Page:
He recounts an old saying in teaching circles that students do not care how much you know until they know how much you care. “It sounds a little trite, but I think it should sum up why any person wants to become an educator,” Rowland said. “Caring about children, loving them for their individuality, championing their successes and unpacking their failures drove me to get out of bed every day.” Rowland finds the years he spent in a middle-grades, nontraditional alternative school setting particularly rewarding. “So many children come to school from situations that are less than optimal,” he said. “I remember those years as extremely challenging, but when a student beats the odds and graduates from high school, somehow the hard work dissolves into a proud memory.”

The number one takeaway for Rowland was the importance of being a subject matter expert.

Education holds a special place in Rowland’s heart. As a father, watching his own children grow, learn, struggle, fail and succeed gave him a different viewpoint from which to see other parents’ children.”

“Not only did these professors know the subject matter, but they loved it,” he said. “They knew how to make it interesting and challenged students to think. As an educator, I always wanted students to use the subject matter to think beyond the obvious.”

“Parents do not keep their best kids at home and send schools their worst,” he said. “Parents send us all they have. I believe every mother or father sends their child to school with the same hopes and dreams I had for my own children. That was a powerful lesson for me.”

One particular club Rowland belonged to both at ABAC and Georgia College gave him the foundation he needed to be a leader.

As chair of the COE Advisory Board, Rowland continues to have students’ needs at heart. He also feels the purpose of the Advisory Board is two-fold: to help raise money for the College of Education and provide support, insight and feedback to college professionals charged with growing an elite teaching cohort.

At ABAC, he led the student traffic court, where students who received tickets on campus could appeal their tickets before a student tribunal. Rowland applied this knowledge at Georgia College, where he collaborated with student and faculty leaders to start a traffic court. “I didn’t know it then, but that experience set the stage for a career that involved a number of ‘change agent’ experiences in K-12 education,” he said. What he enjoyed most about being a social studies teacher, middle school assistant principal and principal, high school principal and chief operations officer for a school system were the relationships he formed. “I do not know of another profession where so many strong, meaningful relationships are developed between colleagues, parents and students,” said Rowland. “Over a 39-year career, I still have valued connections that developed from those relationships.”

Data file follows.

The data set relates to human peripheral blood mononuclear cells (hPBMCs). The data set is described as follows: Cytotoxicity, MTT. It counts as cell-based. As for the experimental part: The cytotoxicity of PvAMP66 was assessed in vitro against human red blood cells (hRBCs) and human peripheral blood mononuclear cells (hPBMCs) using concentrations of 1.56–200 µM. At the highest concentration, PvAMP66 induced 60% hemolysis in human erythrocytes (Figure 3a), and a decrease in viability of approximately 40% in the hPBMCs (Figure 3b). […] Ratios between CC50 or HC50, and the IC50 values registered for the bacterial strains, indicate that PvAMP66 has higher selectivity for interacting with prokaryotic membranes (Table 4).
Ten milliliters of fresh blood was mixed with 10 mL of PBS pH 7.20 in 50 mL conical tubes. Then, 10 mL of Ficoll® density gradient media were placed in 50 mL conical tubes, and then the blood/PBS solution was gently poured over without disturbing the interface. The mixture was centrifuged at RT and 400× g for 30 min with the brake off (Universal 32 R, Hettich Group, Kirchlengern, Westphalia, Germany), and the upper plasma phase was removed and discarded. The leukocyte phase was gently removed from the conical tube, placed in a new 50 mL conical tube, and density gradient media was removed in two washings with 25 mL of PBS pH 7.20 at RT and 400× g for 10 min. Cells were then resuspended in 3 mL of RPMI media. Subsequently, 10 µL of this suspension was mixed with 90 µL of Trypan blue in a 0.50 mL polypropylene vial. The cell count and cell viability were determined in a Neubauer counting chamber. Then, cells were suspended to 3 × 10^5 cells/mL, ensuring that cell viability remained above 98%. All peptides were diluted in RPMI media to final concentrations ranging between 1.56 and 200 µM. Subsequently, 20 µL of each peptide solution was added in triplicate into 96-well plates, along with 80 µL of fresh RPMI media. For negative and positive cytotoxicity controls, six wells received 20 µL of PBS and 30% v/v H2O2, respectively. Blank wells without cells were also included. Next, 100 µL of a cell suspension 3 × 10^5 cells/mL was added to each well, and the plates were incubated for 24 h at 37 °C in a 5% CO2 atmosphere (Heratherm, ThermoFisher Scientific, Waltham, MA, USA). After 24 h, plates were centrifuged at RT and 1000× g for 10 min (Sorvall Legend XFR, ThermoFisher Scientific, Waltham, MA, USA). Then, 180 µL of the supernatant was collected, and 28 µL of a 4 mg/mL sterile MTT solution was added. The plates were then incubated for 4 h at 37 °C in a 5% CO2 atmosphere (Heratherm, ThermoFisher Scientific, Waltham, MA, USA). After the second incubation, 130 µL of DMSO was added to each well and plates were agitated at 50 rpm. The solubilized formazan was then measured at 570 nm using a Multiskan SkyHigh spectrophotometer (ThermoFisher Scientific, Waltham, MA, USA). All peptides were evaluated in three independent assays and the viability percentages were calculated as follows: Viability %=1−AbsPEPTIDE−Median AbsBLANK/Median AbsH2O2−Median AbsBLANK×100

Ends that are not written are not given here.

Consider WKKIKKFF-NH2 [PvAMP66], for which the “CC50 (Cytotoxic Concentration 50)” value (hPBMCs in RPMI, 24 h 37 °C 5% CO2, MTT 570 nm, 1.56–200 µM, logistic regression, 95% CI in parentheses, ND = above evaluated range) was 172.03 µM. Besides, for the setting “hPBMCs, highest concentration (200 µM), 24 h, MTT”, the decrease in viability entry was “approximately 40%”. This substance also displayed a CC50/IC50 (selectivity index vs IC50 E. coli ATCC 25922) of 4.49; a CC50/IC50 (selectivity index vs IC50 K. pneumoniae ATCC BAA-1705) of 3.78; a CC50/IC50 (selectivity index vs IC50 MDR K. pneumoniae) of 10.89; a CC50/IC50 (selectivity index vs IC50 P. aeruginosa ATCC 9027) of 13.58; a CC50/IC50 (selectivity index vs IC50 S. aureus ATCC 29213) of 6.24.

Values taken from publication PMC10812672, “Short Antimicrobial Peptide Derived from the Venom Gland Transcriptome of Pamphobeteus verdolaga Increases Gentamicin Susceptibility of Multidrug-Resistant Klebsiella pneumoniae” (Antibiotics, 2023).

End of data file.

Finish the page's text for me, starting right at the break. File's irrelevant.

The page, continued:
“The first concept is easy; the second one is more of a moving target,” Rowland said. “If we’ve learned one thing over the past year, it’s the need to be flexible. Sometimes educators lose sight of that. If we had not embraced flexibility over the past year, the results could have been disastrous.” He looks forward to leading the charge of continuing preeminence for the COE. “The individuals who serve on the COE Advisory Board are committed to both the education profession in general, and to Georgia College specifically,” Rowland said. “I look forward to working with those who have a passion for seeing those institutions succeed and prosper.”

JOHN H. LOUNSBURY COLLEGE OF EDUCATION NEWSLETTER | 15


JOHN H. LOUNSBURY COLLEGE OF EDUCATION

NEWSLETTER SUMMER 2021

gcsu.edu/education